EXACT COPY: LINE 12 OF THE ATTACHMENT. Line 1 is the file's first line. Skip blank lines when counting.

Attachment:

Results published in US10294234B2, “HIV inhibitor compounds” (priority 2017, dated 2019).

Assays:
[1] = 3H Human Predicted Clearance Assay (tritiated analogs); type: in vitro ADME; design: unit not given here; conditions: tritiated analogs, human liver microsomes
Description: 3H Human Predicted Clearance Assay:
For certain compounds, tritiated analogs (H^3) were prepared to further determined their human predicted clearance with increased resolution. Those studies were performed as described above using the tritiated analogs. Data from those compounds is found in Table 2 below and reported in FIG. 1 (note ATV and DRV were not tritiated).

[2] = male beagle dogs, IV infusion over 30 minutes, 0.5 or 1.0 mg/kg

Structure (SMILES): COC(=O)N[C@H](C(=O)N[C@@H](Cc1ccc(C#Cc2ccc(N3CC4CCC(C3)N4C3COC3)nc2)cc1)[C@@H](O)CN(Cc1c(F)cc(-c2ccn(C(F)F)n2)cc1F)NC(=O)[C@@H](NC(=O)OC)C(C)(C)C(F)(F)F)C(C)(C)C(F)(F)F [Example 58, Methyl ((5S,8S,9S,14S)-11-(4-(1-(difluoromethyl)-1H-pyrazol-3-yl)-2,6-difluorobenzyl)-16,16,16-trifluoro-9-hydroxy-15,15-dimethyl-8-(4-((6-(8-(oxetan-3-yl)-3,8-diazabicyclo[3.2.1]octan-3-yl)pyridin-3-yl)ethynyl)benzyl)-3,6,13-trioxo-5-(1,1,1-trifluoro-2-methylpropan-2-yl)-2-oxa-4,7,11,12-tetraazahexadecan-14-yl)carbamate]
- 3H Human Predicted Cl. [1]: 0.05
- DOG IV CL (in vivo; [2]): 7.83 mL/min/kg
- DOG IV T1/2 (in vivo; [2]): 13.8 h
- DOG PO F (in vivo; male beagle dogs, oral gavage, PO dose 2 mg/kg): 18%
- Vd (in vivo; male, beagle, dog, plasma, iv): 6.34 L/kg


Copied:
- Vd (in vivo; male, beagle, dog, plasma, iv): 6.34 L/kg